MEDIA ANALYSIS: Deciphering the Telegraph signals

The Telegraph brand is at a crossroads, with the editorial distinction between its daily, Sunday and online formats blurring and progress towards a seven-day news operation. Robert Gray asks what it means for PROs.

Patrick Barrow: managing director corporate affairs, Ketchum
Patrick Barrow: managing director corporate affairs, Ketchum

Flamboyant, disgraced tycoon Conrad Black may no longer be lording it over his minions but that does not mean all is quiet at Telegraph Media Group. A flurry of changes at the top of the ­editorial tree has led to closer integration between the national daily and Sunday newspapers and sparked feverish speculation that moves are afoot to introduce a seven-day news operation.

The departure several weeks ago of Sunday Telegraph editor Patience Wheatcroft was widely ascribed to differences of opinion about the strategic direction of the title with Daily Telegraph editor Will Lewis, who was promptly promoted to the role of editor-in-chief of both titles. Shortly afterwards, Daily Telegraph City editor Damian Reece was elevated to the post of head of business across the daily, Sunday and online manifestations of the Telegraph brand.

With former Sunday Telegraph deputy editor Iain Martin also stepping into a group executive editor role, part of which entails penning columns for the daily and its weekend sibling, the lines between the editorial teams are beginning to blur. Indeed, for some areas of coverage they appear to have collapsed altogether.

‘When we have been talking to Asia business editor Mark Kleinman about a story, it has been unclear whether it is going into the Sunday or daily,’ says Richard Buchanan, CEO of financial PR agency Buchanan Communications.

Struggling for identity

Buchanan thinks that the owners, the Barclay brothers, are exerting pressure to drive down costs by sharing more ­resources. Buchanan believes this will require some readjustment from the PR industry, especially with regard to time-sensitive stories – an issue of particular importance to financial PROs.

A senior PR figure, who declined to be named, says closer integration has been ‘inevitable’ for years because the Sunday title has failed to match its daily stablemate for reach and modernity.

It has also failed to establish itself as a breaker of important news stories – Colin Gibson’s exclusive, almost ten years ago, on BSkyB’s bid for Manchester United FC being a rare exception – in the same way that, say, The Sunday Times has. 

‘Closer integration makes sense bec­ause the Sunday title, unlike its major rivals, has always struggled for a clear identity, which is not the case for its daily counterpart,’ says Ketchum managing director corporate affairs Patrick Barrow, a former head of corporate aff­airs at the Telegraph. ‘What this means for the PR world depends on what the group makes of the Sunday [title] and where it aims it.’

Barrow argues that if the title evolves into a publication with the same pace and agenda as the daily, it will give PROs the opportunity to feed the momentum of a story. If it remains more considered in nature, the opportunities are likely to be focused on analytical content and reaching out to a core readership in the non-metropolitan heartland of Britain.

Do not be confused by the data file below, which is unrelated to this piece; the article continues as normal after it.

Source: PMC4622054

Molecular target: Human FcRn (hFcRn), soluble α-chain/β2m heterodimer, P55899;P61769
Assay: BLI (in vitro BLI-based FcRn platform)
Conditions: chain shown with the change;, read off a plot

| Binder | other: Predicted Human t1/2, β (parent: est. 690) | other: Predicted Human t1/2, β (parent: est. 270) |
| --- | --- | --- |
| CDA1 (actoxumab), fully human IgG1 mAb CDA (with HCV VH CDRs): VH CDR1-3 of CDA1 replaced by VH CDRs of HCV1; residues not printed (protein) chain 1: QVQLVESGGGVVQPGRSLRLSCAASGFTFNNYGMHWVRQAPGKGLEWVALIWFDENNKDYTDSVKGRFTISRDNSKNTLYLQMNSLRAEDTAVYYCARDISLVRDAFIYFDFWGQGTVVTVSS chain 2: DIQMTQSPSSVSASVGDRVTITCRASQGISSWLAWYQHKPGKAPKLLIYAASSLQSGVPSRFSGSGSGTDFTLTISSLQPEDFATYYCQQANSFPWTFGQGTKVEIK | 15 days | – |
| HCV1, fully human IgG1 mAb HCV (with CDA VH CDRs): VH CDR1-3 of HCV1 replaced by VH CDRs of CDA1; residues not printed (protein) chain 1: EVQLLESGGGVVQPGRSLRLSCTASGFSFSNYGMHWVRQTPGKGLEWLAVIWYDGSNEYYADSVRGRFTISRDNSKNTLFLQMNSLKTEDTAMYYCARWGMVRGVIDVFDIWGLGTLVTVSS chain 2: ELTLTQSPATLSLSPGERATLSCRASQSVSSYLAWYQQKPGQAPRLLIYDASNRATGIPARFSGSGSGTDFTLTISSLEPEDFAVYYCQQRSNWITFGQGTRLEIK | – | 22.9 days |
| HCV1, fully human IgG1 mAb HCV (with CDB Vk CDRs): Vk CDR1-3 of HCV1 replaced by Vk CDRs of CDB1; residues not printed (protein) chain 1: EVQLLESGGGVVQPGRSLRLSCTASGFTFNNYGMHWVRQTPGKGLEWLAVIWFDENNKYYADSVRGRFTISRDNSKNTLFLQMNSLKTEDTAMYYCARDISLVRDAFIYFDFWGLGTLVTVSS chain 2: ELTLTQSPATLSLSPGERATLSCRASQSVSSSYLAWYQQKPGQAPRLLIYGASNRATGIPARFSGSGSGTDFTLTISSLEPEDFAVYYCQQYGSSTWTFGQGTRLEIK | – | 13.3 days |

Journalists at the group are understandably jittery .There is concern as to what implications any restructuring will have for job security. The Telegraph’s National Union of Journalists father of the chapel (union branch head) John Carey has criticised the change so far as ‘creeping integration’, while another Telegraph journalist says ‘my friends on the business desk are genuinely concerned about their jobs.’

But it would be wrong to paint the resistance to change as whole-hearted and uniform. Some of the younger journalists who have cut their teeth working across the daily and digital outlets see little wrong with a seven-day operation – assuming, that is, that they do not have to work even more punishing hours.

Cross-platform cohesion
‘The Telegraph has been very successful at integrating its digital output with its newspaper output,’ says Fishburn Hedges director and former journalist at The Independent on Sunday Jason Nisse, who recently carried out consultancy work for the group. ‘So if they go down the route to further integration, there is no reason to believe that they do not understand the process.’

The official line from the Telegraph group is that it is not moving towards full seven-day integration, but it is ­certainly on a route march to greater cross-platform cohesion. A year ago, Neil Midgley and Graham Boynton ­ascended to group editor status for broadcast and travel coverage ­respectively. As Reece hammers out strategy for business coverage, now may be a propitious moment for corporate and financial PROs to suggest how companies, markets and issues could be addressed in future.

Away from the lofty strategic heights, there are ramifications for ­professional communicators. ‘As PR practitioners, we need to know what the rules of engagement are,’ says ­Gareth David, partner at corporate and financial agency College Hill. ‘If we are talking to them on the basis of something appearing in the Sunday, will it then appear on Saturday?’

At the moment, there are as many questions as answers. The bush telegraph crackles with rumours while hacks at the Telegraph group continue with the serious business of writing ­stories. Meanwhile, their roles and work patterns are similarly under ­scrutiny from management and ­interested external audiences. Lewis and Reece are at present exceedingly busy men.

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